Tips for beginner cooks from a French chef

We recently sat down with Marlene, one of our chefs in France, to chat about her cookery school and her top tips for beginner cooks hoping to improve their skills.

Chef Marlene teaches all levels of chefs in the Lot-et-Garonne region, just one hour from Bordeaux, at her French farmhouse, where she happily covers everything from French pastry baking to cooking with local ingredients (and meeting the producers!).

Because of her location in rural France, she loves to create fresh, locally-sourced dishes using produce from the area. So it makes sense that the very first skill she teaches in all of her cooking courses is how to select seasonal ingredients during visits to the local markets.

Then, using recipes passed down for generations, she shows her guests how to get the most out of those fresh items during preparation, and later in the cooking method. For all levels, this is supplemented by visits to local producers, which can include a:

  • local butcher,
  • pâtisserie,
  • winery,
  • fish farm,
  • artisan chocolaterie
  • duck farm,
  • cheese maker,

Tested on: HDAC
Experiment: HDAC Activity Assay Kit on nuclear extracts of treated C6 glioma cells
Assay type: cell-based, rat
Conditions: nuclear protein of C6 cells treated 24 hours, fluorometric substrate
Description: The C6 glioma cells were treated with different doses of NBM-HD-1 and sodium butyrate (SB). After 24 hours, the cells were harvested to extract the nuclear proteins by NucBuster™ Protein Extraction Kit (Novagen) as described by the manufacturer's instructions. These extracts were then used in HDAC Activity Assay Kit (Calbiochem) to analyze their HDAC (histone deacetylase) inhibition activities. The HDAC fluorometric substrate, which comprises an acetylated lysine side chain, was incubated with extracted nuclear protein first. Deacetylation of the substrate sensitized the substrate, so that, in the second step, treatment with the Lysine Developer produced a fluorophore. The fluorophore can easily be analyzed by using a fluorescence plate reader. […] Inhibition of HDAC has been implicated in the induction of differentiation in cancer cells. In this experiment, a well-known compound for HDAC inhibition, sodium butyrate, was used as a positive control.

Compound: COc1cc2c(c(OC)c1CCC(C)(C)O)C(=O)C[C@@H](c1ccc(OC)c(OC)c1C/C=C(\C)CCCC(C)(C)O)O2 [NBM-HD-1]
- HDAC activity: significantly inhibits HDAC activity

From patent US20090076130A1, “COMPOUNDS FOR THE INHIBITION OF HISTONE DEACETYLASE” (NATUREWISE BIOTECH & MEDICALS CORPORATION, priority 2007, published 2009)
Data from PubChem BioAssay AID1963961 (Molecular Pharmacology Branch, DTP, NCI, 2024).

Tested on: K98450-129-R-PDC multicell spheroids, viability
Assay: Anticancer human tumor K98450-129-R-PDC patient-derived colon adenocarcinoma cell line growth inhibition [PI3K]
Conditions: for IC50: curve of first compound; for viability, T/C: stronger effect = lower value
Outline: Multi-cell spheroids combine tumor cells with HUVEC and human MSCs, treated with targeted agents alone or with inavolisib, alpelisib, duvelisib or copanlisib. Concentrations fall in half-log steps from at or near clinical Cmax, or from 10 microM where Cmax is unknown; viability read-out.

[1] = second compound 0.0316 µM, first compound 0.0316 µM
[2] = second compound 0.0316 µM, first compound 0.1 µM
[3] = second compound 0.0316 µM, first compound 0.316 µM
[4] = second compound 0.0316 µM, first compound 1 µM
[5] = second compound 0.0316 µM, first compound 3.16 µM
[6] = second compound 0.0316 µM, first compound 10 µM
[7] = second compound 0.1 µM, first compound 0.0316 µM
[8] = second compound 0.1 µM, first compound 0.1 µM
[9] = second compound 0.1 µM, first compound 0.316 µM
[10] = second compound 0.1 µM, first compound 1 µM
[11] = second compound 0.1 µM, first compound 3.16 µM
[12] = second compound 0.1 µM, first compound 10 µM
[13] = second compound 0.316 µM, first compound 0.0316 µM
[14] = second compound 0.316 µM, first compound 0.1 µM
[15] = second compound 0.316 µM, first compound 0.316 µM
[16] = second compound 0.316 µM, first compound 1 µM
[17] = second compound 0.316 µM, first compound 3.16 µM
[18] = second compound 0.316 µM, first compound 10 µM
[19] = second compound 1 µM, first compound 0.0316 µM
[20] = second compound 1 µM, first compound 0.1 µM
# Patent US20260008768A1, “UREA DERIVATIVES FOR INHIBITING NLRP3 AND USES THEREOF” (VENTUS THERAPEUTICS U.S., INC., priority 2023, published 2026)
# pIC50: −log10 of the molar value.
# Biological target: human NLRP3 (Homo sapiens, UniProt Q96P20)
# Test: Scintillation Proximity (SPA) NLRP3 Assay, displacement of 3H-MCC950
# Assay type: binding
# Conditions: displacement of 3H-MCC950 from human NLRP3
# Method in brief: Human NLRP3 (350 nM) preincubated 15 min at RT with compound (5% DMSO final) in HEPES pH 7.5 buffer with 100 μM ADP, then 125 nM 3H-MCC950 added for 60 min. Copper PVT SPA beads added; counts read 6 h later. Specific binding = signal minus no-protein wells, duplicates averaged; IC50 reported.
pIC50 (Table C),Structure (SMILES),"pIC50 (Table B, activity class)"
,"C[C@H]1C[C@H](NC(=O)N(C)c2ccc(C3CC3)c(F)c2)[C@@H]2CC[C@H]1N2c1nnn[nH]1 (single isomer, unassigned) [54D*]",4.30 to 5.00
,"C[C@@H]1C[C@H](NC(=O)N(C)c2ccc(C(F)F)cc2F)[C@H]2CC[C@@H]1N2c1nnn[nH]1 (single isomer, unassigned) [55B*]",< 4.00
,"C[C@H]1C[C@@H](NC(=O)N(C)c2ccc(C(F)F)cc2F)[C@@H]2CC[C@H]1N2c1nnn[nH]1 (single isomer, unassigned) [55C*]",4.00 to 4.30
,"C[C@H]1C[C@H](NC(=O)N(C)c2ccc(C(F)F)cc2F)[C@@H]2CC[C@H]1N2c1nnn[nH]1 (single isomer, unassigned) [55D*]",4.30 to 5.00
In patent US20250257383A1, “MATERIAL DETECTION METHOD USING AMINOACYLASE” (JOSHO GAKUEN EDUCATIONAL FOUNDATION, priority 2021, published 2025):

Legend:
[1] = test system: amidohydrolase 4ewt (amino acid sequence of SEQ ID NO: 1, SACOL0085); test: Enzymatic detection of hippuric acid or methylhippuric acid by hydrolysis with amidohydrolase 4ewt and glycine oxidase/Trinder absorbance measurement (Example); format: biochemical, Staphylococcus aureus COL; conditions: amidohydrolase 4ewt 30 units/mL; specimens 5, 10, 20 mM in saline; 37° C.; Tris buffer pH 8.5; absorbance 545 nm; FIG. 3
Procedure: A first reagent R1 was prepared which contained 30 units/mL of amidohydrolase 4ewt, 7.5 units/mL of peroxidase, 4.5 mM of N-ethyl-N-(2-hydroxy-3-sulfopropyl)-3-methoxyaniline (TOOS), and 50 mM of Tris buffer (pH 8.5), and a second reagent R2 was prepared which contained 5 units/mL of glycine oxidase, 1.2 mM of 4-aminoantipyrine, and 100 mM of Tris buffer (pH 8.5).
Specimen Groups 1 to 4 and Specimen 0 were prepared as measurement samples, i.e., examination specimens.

• game farm, &
  • prune producer

As a former wine buyer, Marlene knows the ins and outs of subtle tastes and pure ingredients. When asked if there is a dish that everyone should learn or know how to cook, she simply replied, “Everyone should know how to braise meat properly.”

Which, of course, is something she teaches in her week-long cooking holiday.

Finally, we delved into the top mistake she sees beginner cooks making, and how they can fix it. She said:

“[Beginners] throw themselves into cooking from a recipe without understanding the why’s. Everyone has to think of the logic behind a cooking method. Most of the time, asking themselves the right questions pretty much answers them instantly.”

Well said, Marlene. Stay tuned for more on Chef Marlene, her cooking courses and why they are ideal for single travellers. For now, you can check out her cookery holidays for day-by-day itineraries and more about her corner of rural France.

Oh, and in case your mouth isn’t watering yet thinking about French cuisine, here’s some tempting photos of her creations.